Riches and Regrets, by Patricia A. Stokowski

Review by Ed Quillen

Mountain towns – March 1997 – Colorado Central Magazine

Riches and Regrets – Betting on Gambling in Two Colorado Mountain Towns
by Patricia A. Stokowski
Published in 1996 by University Press of Colorado
ISBN 0-87081-428-1

In 1990, Colorado voters amended the state constitution to allow limited-stakes casino gambling in three old mining towns — Central City, Black Hawk, and Cripple Creek. Since then, at least one casino initiative has appeared on every state general-election ballot: Trinidad last year, Manitou Springs in ’94, a whole passel of towns including Leadville in ’92 — and they’ve all been voted down.

Riches and Regrets explains why Coloradans might be less than enthusiastic about more gambling. It was promoted to save towns, and it became a way to shred communities. After gambling arrived, other things left — grocery stores, gas stations, garages, convenient parking, chatting on the street, loafing on a bench, and other institutions and pleasures of small-town life.

Cripple Creek gets scant mention here; Patricia Stokowski focuses on Central City and Black Hawk.

Be warned that this book was written by an academic for an academic audience, rather than for general consumption. Don’t expect much entertainment, even though the subject is compelling to anyone who’s interested in the life and times of little mountain towns.

Gambling was nothing new to Gilpin County. Stokowski fails to note that the Arapahoe loved to wager, but she covers everything since then. Gold-rush saloons boasted faro tables, and even after the state clamped down, the Central City Opera Association operated slot machines.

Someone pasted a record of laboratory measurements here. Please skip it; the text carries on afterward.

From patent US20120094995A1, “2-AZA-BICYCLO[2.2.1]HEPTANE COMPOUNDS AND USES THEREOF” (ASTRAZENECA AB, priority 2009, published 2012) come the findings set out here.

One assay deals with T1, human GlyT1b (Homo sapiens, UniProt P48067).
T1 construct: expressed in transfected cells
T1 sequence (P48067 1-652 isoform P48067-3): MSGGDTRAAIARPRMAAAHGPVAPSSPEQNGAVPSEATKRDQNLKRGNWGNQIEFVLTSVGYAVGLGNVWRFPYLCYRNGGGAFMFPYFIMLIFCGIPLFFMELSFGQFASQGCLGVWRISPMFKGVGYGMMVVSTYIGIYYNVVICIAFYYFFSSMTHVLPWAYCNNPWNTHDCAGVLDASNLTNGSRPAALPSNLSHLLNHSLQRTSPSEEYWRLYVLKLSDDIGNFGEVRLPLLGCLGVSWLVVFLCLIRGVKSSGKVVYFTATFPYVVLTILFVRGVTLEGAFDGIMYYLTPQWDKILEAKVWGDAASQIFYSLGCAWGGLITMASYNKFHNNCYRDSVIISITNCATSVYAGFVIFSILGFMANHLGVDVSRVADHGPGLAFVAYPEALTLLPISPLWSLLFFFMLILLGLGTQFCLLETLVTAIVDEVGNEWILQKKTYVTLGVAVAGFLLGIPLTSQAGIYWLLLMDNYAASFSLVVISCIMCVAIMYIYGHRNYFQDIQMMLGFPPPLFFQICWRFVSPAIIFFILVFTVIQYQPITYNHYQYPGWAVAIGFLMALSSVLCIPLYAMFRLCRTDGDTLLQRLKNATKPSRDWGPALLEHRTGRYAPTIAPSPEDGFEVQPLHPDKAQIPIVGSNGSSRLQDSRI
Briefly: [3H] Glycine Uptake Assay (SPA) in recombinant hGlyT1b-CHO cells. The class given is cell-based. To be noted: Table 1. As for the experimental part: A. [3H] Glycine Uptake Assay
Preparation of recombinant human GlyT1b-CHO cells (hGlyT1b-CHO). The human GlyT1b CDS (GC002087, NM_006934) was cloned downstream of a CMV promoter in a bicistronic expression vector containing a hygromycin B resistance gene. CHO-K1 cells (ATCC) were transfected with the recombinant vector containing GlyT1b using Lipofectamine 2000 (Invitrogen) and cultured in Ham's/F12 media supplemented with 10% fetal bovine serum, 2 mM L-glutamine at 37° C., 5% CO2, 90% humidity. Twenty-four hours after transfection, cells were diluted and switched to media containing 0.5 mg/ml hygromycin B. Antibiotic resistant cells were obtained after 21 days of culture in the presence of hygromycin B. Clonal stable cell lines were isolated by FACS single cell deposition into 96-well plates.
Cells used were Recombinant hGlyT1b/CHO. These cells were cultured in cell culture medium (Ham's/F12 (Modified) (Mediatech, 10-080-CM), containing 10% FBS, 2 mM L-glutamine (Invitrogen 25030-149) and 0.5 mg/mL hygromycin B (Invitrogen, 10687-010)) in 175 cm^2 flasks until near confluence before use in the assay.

So when some local leaders saw a declining economy in the late 1980s and promoted limited-stakes gambling as a solution, it seemed to fit. Everything would be the same, except more stores would stay open in the winter, and they’d have a slot machine or two.

It didn’t work that way, though. Once the novelty wears off, casinos have to compete for the entertainment dollar, which means big-time marketing, which means more money and expertise than local entrepreneurs are likely to possess.

Further, property taxes are based on the “highest and best use.” So if you owned a downtown building, you couldn’t keep the rents low. Owners discovered they either had to get into gambling, an industry they knew little about, or sell out for big money and move on. Familiar institutions vanished, as did a trailer park.

Nor did gambling provide many jobs for locals — more than 90 percent of the casino workforce commutes from outside Gilpin County.

Meanwhile the county government, desperately in need of more office and jail space, built new facilities outside town. Which of course irked the folks who had moved nearby earlier because they liked scenery and the absence of traffic.

Some anticipated problems — more prostitution, organized crime — never materialized. Stokowski cites some benefits from gambling: improved town administration, more job opportunities. As one resident said, “It wasn’t a nice place to live before: there were no services, the cost was very high for things like water and electricity, and high school kids couldn’t get jobs.”